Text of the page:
Public school counselors must have a state-issued credential to practice. This credential can be called a certification, a license, or an endorsement, depending on the state. Licensure or certification typically requires a master’s degree in school counseling and an internship or practicum completed under the supervision of a licensed professional school counselor.

Some states require applicants to have 1 to 2 years of classroom teaching experience, or to hold a teaching license, prior to being certified. Most states require a criminal background check as part of the credentialing process. Information about requirements for each state is available from the American School Counselor Association.

Although some employers prefer to hire licensed career counselors, licensure is not required by all states. Contact information for state regulating boards is available from the National Board for Certified Counselors.

Work Experience in a Related Occupation

Although most states do not require work experience in a related occupation, some states require school counselors to have 1 to 2 years of classroom teaching experience, or to hold a teaching license, prior to being certified. Please see the Similar Occupations tab for more information on teaching occupations.

Important Qualities

Compassion. School and career counselors often work with people who are dealing with stressful and difficult situations, so they must be compassionate and empathize with their clients and students.

Interpersonal skills. School and career counselors must be able to work with different types of people. They spend most of their time working directly with clients, students, or other professionals and need to form and maintain good working relationships.

Listening skills. Good listening skills are essential for school and career counselors. They need to give their full attention to students and clients in order to understand their problems.

Speaking skills. School and career counselors must communicate effectively with clients and students. They should express ideas and information in a way that their clients and students understand easily.

Pay About this section

School and Career Counselors

Median annual wages, May 2015

School and career counselors

$53,660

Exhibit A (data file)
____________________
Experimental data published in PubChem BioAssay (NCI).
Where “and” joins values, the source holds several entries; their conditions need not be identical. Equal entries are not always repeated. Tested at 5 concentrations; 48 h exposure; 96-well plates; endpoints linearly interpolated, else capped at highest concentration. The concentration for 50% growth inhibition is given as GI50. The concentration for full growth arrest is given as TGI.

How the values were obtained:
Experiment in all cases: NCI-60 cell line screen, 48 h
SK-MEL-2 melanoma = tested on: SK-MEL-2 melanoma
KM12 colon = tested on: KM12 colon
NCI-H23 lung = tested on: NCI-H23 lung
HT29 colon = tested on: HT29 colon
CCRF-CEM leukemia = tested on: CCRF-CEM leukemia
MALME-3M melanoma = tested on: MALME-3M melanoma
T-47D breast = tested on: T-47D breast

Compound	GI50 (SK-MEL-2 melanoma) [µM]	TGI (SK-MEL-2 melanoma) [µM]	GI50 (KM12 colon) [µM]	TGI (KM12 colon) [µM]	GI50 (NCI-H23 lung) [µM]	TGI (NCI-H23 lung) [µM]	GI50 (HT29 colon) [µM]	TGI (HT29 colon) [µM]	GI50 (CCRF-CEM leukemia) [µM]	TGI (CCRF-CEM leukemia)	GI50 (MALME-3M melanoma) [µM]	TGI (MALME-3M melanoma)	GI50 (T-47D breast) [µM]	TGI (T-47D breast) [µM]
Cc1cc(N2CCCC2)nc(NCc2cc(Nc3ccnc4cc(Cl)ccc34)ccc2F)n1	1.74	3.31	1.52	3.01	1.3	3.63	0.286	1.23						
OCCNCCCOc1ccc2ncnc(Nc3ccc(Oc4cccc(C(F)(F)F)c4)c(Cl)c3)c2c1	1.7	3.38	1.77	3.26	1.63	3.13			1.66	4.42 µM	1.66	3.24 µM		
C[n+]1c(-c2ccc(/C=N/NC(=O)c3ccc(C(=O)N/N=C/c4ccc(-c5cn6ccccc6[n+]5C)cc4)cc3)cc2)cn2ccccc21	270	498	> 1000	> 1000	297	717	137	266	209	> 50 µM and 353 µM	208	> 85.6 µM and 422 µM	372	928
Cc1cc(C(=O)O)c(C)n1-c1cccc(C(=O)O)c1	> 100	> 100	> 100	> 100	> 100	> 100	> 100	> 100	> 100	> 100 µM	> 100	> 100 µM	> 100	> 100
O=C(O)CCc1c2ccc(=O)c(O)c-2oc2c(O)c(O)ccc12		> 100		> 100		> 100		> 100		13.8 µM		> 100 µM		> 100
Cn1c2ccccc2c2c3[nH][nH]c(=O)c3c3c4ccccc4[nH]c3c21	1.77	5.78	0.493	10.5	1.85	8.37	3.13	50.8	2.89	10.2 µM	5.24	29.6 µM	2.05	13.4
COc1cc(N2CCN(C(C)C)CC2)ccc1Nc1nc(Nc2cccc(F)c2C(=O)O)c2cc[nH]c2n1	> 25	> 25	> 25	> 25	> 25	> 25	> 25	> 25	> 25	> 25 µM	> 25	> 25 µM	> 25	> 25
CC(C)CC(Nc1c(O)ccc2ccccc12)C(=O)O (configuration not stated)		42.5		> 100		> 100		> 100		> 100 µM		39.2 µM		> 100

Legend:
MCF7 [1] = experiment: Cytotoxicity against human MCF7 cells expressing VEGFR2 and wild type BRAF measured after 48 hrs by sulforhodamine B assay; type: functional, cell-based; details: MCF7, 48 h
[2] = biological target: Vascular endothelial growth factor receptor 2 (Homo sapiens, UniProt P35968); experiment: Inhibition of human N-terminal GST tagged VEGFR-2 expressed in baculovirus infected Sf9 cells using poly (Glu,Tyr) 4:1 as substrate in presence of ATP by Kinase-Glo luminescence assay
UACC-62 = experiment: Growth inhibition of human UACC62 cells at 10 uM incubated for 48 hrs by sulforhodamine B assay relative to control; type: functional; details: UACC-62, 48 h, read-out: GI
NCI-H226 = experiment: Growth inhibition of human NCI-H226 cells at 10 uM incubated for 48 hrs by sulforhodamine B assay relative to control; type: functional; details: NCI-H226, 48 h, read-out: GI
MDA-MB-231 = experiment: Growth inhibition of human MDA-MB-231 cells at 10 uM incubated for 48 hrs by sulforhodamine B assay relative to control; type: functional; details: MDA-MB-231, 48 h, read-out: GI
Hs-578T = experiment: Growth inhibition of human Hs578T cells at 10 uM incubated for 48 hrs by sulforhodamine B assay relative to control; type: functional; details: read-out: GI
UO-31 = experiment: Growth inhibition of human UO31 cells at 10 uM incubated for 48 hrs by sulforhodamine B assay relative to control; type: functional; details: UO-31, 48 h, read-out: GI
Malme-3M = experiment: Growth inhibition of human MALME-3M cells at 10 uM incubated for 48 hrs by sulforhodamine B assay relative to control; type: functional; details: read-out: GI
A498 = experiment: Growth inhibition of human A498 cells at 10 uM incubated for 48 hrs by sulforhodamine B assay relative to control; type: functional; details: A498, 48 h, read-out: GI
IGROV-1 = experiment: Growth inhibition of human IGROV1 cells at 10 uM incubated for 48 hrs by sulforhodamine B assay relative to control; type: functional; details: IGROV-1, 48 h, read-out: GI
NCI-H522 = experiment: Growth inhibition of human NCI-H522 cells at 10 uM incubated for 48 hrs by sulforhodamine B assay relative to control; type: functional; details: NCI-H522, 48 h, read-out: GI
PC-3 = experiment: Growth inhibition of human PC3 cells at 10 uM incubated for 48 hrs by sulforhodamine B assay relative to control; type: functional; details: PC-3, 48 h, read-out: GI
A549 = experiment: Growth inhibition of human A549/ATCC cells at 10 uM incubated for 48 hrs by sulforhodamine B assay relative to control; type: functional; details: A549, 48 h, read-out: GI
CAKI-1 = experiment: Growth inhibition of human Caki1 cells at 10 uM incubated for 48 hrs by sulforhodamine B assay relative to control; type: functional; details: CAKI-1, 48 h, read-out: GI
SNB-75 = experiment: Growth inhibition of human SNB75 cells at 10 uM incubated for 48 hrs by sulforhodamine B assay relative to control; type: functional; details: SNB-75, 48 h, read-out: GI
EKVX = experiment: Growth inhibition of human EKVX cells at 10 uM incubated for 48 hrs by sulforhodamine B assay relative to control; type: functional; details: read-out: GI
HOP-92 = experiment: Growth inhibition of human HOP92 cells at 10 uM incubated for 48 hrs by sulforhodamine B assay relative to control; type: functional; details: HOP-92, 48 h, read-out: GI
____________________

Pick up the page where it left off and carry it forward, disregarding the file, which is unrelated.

Counselors, social workers, and other community and social service specialists

$42,030

Total, all occupations

$36,200

 

The median annual wage for school and career counselors was $53,660 in May 2015. The median wage is the wage at which half the workers in an occupation earned more than that amount and half earned less. The lowest 10 percent earned less than $32,280, and the highest 10 percent earned more than $87,640.

In May 2015, the median annual wages for school and career counselors in the top industries in which they worked were as follows:

Elementary and secondary schools; state, local, and private $61,260
State and local government, excluding education and hospitals 48,460
Junior colleges, colleges, universities, and professional schools; state, local, and private 47,620
Community and vocational rehabilitation services 36,970

Both school and career counselors generally work full time. Some school counselors do not work in the summer when school is not in session.

Job Outlook About this section

School and Career Counselors

Percent change in employment, projected 2014-24

Counselors, social workers, and other community and social service specialists

12%

School and career counselors

8%

Total, all occupations

7%

 

Employment of school and career counselors is projected to grow 8 percent from 2014 to 2024, about as fast as the average for all occupations.

Rising student enrollments in elementary, middle, and high schools, as well as colleges and universities, may increase demand for school counselors. As enrollments grow, schools will require more counselors to respond to the developmental and academic needs of their students. Colleges will need to hire additional counselors to meet the demand for career counseling services from their students.

However, any employment growth may be tempered by strained state and local government budgets. When governments experience budget deficits, they may lay off employees, including counselors.

Demand for career counseling is projected to increase in universities as an increasing number of campuses open onsite career centers to help students develop skills and prepare for transition to the workforce. 

Career counselors also will be needed in vocational rehabilitation services to assist those who change careers, to help laid-off workers find employment, and to help military personnel transition into the civilian job market.